The scheme allows passengers to fly at a fare of Rs 2,500 for up to one hour of flight. But these fares apply to only half the aircraft’s total passenger capacity, the gap to be filled by the government subsidy. In practice, the average fares across several of the smaller airports that are now operational works out to be in the vicinity of Rs 3,800-Rs 4,800 for an hour of flights if booked 7-12 days in advance. Fares are much lower obviously if a passenger books it 20-30 days in advance. A back-of-the-book calculation shows that for a Q-400 propeller aircraft (deployed by SpiceJet) or ATR 72-600 (deployed by IndiGo), an hour of fuel cost works out at around Rs 1 lakh. With an average passenger fare of, say, Rs 4,000 with 90 per cent seat occupancy, an hour of flight yields over Rs 2.8 lakh in ticket revenue. This rough calculation is just to show that airlines servicing the routes under UDAN will make money going forward.

Challenges to UDAN
Of course, the critics of UDAN, and the NDA government in general expect much more.  One school of thought is that UDAN is not as big a success as it is being made out to be. Responding to one such criticism, Union Minister for Roads, Highways, Inland Waterways Nitin Gadkari recently said: “If one expected everything to work out within five years of governance, then that is not a practical view. The quantum of work started by NDA government is visible and the desired results are showing. Once we return to power and continue finishing our work, people will themselves see the results.”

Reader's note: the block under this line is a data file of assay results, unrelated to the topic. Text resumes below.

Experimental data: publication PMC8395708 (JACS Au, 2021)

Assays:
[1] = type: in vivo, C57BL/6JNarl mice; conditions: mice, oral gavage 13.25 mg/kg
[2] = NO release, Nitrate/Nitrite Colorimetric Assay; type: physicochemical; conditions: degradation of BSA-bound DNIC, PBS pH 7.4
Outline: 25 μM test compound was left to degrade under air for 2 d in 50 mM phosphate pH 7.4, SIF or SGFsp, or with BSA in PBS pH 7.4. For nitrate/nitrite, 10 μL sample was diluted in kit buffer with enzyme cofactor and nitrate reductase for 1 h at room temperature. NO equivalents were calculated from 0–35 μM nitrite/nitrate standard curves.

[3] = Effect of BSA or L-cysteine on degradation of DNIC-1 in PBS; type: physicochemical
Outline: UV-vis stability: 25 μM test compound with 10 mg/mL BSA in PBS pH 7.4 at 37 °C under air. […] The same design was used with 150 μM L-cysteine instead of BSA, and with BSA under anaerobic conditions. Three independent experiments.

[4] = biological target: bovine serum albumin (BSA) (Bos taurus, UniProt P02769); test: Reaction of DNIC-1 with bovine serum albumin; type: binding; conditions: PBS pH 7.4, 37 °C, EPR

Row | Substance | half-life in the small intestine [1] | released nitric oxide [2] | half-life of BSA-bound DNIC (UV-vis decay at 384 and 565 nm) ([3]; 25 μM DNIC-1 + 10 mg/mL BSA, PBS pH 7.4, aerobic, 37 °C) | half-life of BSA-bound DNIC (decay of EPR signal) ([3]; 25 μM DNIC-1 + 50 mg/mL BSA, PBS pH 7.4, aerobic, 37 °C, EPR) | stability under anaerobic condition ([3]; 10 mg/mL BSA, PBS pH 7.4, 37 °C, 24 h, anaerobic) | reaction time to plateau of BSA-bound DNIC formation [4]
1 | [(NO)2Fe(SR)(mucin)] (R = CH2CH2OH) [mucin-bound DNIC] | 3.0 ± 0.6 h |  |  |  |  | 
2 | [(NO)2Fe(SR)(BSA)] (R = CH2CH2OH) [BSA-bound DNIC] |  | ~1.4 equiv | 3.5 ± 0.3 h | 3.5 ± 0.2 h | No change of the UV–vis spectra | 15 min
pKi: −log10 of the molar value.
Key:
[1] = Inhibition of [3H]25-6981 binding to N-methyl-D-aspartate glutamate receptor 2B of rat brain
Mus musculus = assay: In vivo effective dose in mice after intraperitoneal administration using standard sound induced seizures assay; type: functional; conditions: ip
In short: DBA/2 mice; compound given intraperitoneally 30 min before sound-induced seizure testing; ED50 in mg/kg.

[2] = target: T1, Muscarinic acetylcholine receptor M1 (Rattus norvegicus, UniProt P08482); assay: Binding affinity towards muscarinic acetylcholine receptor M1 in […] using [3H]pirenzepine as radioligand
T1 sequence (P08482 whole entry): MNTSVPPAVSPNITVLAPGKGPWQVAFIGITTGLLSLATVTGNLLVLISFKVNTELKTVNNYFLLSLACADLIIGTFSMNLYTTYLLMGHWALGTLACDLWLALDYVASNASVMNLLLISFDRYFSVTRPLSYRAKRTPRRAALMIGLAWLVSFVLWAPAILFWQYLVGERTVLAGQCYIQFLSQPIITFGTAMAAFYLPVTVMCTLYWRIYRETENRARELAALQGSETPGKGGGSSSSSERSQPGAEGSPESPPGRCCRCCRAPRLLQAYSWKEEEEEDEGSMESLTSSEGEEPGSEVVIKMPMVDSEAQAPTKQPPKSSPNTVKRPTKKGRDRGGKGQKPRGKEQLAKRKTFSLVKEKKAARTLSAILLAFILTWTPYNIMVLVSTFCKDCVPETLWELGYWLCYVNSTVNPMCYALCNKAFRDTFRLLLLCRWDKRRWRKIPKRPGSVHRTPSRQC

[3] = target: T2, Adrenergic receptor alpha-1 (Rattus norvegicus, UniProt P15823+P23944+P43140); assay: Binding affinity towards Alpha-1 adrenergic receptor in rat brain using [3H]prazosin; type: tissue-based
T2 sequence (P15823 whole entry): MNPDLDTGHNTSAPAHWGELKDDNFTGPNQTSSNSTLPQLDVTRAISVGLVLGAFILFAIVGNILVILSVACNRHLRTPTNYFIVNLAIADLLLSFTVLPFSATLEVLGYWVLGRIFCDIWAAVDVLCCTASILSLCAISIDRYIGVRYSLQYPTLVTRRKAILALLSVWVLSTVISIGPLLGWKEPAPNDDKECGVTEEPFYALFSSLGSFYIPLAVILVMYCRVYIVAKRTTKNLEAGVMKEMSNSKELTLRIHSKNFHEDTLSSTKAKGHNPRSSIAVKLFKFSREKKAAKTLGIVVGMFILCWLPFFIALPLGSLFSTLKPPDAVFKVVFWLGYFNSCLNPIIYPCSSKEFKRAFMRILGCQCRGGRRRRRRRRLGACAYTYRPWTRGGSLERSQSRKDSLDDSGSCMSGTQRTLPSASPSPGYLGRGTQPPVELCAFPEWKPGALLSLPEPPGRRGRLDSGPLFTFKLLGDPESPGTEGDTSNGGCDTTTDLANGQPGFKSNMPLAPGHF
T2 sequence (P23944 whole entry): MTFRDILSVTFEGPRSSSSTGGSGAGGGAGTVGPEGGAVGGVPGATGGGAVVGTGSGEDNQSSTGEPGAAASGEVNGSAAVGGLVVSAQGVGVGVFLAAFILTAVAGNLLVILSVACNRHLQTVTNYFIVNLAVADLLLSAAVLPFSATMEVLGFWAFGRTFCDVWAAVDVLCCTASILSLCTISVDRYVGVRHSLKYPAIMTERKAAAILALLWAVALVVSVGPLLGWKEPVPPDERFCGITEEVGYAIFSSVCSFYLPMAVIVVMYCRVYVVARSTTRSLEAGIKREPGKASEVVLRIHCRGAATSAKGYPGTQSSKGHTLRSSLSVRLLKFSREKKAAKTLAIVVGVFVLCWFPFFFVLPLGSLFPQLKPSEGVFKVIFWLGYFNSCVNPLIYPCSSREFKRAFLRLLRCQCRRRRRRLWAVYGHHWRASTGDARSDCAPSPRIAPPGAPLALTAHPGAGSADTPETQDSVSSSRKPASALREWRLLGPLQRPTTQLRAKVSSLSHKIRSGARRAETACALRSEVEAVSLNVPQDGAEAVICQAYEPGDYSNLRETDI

Well, it is true that of the 440-odd air routes allotted to 14 airlines (national and regional carriers combined) under UDAN, only 40-50 routes are operating regularly. Airports such as Hisar (Haryana), Cooch Behar (West Bengal), Tezu (Arunachal Pradesh) and Sholapur (Maharashtra) are fully geared up but are yet to see a single flight land or take off. Airports at Bareilly (Uttar Pradesh), Jagdalpur (Chhattisgarh), Darbhanga (Bihar), Bokaro (Jharkhand), Utkela (Odisha) and Jalgaon (Maharashtra), among others, are far from completion even though flight routes were allotted to them almost a year ago.

Then, there are challenges and financial constraints faced by smaller/regional airlines including Air Odisha, Zoom Air, Trujet, Pinnacle Airlines, Heritage and AAA Aviation, among others. There are shortages of trained and approved pilots that can handle smaller aircrafts. Maintenance, repair and overhaul remains a challenge and so does the availability of spare parts (most of which needs to be imported).

Do these conditions make UDAN a failure? “No it does not. The steps undertaken so far by the civil aviation ministry coupled with the participation and enthusiasm demonstrated by private carriers gives a lot of hope,” says a former bureaucrat in the civil aviation ministry. “Give it a few more years, I am sure all challenges will get sorted out. There is no other way. No Indian government can ignore the civil aviation sector considering its high double-digit growth, need for expansion and demand for flights at smaller towns.”